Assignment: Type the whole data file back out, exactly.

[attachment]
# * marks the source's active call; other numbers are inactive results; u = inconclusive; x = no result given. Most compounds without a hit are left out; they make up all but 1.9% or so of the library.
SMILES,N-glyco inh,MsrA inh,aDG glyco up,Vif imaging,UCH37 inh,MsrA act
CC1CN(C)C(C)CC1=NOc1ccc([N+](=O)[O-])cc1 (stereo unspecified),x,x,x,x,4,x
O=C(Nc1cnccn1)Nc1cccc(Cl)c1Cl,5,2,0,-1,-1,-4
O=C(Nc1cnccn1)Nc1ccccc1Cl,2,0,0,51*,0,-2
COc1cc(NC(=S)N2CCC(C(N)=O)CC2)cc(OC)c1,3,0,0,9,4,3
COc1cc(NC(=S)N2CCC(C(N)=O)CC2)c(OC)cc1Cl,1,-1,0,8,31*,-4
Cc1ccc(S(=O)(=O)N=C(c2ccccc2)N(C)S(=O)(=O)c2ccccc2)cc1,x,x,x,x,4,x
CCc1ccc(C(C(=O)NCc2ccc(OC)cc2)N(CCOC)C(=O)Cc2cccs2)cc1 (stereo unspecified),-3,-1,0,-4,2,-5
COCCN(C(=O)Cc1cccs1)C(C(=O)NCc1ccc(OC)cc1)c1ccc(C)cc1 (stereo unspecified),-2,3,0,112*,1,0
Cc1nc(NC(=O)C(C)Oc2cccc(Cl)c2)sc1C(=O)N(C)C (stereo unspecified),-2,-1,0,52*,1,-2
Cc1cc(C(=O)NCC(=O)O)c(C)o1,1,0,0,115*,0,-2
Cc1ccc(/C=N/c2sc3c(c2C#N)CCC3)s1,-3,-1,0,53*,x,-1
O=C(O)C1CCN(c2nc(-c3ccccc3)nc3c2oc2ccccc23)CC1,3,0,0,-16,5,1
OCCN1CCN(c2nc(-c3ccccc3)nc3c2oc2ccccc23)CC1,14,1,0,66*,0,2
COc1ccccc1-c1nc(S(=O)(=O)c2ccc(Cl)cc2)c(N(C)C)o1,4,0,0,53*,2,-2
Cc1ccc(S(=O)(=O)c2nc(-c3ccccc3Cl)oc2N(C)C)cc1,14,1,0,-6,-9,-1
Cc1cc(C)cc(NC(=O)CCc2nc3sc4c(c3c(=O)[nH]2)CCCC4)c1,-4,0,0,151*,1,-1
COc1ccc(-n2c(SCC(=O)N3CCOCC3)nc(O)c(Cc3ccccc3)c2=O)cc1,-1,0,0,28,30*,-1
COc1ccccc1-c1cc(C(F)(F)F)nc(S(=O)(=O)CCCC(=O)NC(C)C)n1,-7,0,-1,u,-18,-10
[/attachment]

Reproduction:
# * marks the source's active call; other numbers are inactive results; u = inconclusive; x = no result given. Most compounds without a hit are left out; they make up all but 1.9% or so of the library.
SMILES,N-glyco inh,MsrA inh,aDG glyco up,Vif imaging,UCH37 inh,MsrA act
CC1CN(C)C(C)CC1=NOc1ccc([N+](=O)[O-])cc1 (stereo unspecified),x,x,x,x,4,x
O=C(Nc1cnccn1)Nc1cccc(Cl)c1Cl,5,2,0,-1,-1,-4
O=C(Nc1cnccn1)Nc1ccccc1Cl,2,0,0,51*,0,-2
COc1cc(NC(=S)N2CCC(C(N)=O)CC2)cc(OC)c1,3,0,0,9,4,3
COc1cc(NC(=S)N2CCC(C(N)=O)CC2)c(OC)cc1Cl,1,-1,0,8,31*,-4
Cc1ccc(S(=O)(=O)N=C(c2ccccc2)N(C)S(=O)(=O)c2ccccc2)cc1,x,x,x,x,4,x
CCc1ccc(C(C(=O)NCc2ccc(OC)cc2)N(CCOC)C(=O)Cc2cccs2)cc1 (stereo unspecified),-3,-1,0,-4,2,-5
COCCN(C(=O)Cc1cccs1)C(C(=O)NCc1ccc(OC)cc1)c1ccc(C)cc1 (stereo unspecified),-2,3,0,112*,1,0
Cc1nc(NC(=O)C(C)Oc2cccc(Cl)c2)sc1C(=O)N(C)C (stereo unspecified),-2,-1,0,52*,1,-2
Cc1cc(C(=O)NCC(=O)O)c(C)o1,1,0,0,115*,0,-2
Cc1ccc(/C=N/c2sc3c(c2C#N)CCC3)s1,-3,-1,0,53*,x,-1
O=C(O)C1CCN(c2nc(-c3ccccc3)nc3c2oc2ccccc23)CC1,3,0,0,-16,5,1
OCCN1CCN(c2nc(-c3ccccc3)nc3c2oc2ccccc23)CC1,14,1,0,66*,0,2
COc1ccccc1-c1nc(S(=O)(=O)c2ccc(Cl)cc2)c(N(C)C)o1,4,0,0,53*,2,-2
Cc1ccc(S(=O)(=O)c2nc(-c3ccccc3Cl)oc2N(C)C)cc1,14,1,0,-6,-9,-1
Cc1cc(C)cc(NC(=O)CCc2nc3sc4c(c3c(=O)[nH]2)CCCC4)c1,-4,0,0,151*,1,-1
COc1ccc(-n2c(SCC(=O)N3CCOCC3)nc(O)c(Cc3ccccc3)c2=O)cc1,-1,0,0,28,30*,-1
COc1ccccc1-c1cc(C(F)(F)F)nc(S(=O)(=O)CCCC(=O)NC(C)C)n1,-7,0,-1,u,-18,-10